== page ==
In Marshall County, the outage lasted from 2:52 a.m. to 4:49 a.m. on March 4 and again from 4 p.m. on March 5 to 9:30 p.m. on March 6, according to a complaint.
Carol Robinson, 911 director for Marshall County, said that not only was the county unable to reroute to Ohio County, but it was also unable to reroute calls to a ten-digit line.
“Everything that could go wrong did go wrong,” she said. “And it took out almost this whole panhandle.”
No one from the public complained, she said, and people could still call the sheriff’s office, she said.
“But you would have to look those up,” she said. “That’s probably not a number that everybody just knows. That’s why 911 is there because you don’t have to think about that in an emergency,” she said.
They’ve also experienced problems with Frontier before, she said.
“These aren’t just your typical lines so you can call and talk to grandma,” she said. “These are emergency phone lines, and they need to work.”
Joseph Starsick, a lawyer for the company, wrote in the company’s March 18 response to the complaints that the company does have alternate ways to route calls in the event of outages, that its network is “resilient,” and that the outage occurred when “unrelated events caused unusual outages.”
“On one side of the fiber ring, a tow truck with its boom fully extended hit Frontier aerial cable in Tunnelton, West Virginia, causing significant damage to Frontier’s network which included damaging multiple poles and ripping fiber and copper lines down,” he wrote. “Frontier dispatched construction, splicer. and line crews to assess and complete damage repairs, including placing new poles. repairing facilities, and other work to reestablish network connectivity. The necessary work was completed at 10:46 AM on March 6,2022. Unrelated to the tow truck damage, a separate and unrelated SONET outage in Frontier’s network was detected between Sistersville and Moundsville at 754 PM on March 5, 2022. Extensive diagnostic and repair work commenced. Service was restored at 10:59 PM on March 6, 2022.”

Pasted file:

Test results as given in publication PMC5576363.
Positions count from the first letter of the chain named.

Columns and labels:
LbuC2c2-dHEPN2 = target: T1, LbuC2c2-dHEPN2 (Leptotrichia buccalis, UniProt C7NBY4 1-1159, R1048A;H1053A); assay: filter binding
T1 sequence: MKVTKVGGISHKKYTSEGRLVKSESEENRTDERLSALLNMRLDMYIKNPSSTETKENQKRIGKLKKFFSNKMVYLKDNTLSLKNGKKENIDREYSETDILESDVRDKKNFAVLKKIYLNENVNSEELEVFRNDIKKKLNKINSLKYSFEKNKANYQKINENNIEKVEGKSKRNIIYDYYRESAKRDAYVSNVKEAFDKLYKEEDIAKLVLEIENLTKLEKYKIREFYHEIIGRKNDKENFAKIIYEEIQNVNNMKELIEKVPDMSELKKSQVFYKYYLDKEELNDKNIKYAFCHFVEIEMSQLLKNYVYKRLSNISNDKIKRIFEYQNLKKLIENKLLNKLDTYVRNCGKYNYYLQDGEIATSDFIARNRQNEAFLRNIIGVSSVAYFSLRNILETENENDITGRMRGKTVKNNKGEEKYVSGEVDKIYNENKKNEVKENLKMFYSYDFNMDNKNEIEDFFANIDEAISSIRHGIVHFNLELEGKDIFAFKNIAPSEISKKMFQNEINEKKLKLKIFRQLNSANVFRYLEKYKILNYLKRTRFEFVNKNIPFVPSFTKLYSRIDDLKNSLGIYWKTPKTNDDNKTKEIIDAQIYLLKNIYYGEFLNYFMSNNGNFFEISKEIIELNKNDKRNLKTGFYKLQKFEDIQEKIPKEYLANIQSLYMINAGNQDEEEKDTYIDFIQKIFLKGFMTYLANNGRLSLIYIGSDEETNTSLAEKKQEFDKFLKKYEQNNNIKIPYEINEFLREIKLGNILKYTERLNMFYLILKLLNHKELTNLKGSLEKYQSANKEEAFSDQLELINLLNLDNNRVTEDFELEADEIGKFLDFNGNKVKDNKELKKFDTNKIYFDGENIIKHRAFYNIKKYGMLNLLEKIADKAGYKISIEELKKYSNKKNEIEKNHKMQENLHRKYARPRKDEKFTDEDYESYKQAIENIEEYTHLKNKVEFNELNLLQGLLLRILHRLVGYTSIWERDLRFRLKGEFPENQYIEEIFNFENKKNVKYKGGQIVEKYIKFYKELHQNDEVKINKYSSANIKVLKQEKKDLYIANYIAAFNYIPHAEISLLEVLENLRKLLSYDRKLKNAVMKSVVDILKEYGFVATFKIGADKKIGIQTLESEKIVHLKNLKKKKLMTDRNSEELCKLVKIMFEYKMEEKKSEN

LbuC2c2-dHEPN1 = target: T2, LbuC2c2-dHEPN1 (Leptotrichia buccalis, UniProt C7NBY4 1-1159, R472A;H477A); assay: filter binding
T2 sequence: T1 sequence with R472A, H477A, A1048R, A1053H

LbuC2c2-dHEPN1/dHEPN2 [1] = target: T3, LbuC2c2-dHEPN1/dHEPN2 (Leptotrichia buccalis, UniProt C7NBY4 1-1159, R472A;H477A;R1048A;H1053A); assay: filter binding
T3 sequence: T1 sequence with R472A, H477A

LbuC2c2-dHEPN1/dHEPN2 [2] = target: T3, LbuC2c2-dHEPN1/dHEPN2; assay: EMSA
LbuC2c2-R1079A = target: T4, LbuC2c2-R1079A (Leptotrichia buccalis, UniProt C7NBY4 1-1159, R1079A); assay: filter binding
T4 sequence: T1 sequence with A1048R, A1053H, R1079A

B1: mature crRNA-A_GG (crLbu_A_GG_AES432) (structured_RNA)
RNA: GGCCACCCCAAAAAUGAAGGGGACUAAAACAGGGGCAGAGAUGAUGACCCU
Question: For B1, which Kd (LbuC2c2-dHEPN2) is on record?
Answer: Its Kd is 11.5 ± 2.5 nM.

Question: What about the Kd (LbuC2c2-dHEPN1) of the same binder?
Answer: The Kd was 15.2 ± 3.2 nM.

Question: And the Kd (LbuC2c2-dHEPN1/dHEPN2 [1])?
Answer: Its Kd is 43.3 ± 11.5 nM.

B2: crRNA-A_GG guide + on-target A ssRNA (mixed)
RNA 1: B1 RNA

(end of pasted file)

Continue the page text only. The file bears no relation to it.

In an email, Brigid Smith, spokeswoman for Frontier, did not respond to questions about the number of customers affected and any plans to prevent similar outages from reoccurring, saying only, “We are pleased the outage was restored and continue to strengthen the network.”
According to the PSC’s summary of the Brooke County complaint, at about 4:51 p.m. March 5, “Brooke County received a text message from the Ohio County 9-1-1 Director suggesting that Brooke County check its wireless lines. Upon checking, Brooke County discovered that the lines were down and not functioning. Brooke County asserted that it was not contacted by Frontier via email or telephone call to alert it of the service interruption. Brooke County further asserted that the lines were down for approximately twenty hours and communications were restored on March 6.”
Jimmy Glasscock, Folsom fire chief in Wetzel County, said a non-emergency line was also out in Wetzel County, so people had to show up at fire stations or call fire stations directly to ask for help.
“I never heard of anyone later on saying they weren’t able to get help because they weren’t able to call or get ahold of anybody – thankfully not that I’m aware of,” he said.
The PSC will investigate and deliberate the case, said Susan Small, spokeswoman for the PSC. She said forms of restitution for the counties will be “up to the commission.”
The PSC fined Suddenlink more than $2.2 million last month for failing to provide “safe, adequate and reliable” cable television service.
Michael Tatum, assistant director of the 9-1-1 Council, wrote in the complaint that the council wanted the PSC to require Frontier Communications to correct the issues and provide the council with a plan of action. Tatum did not return a phone call.
Also, on March 16, the Public Service Commission consolidated the four cases and set a hearing for April 8 at 9:30 a.m. at the Public Service Commission building in Charleston.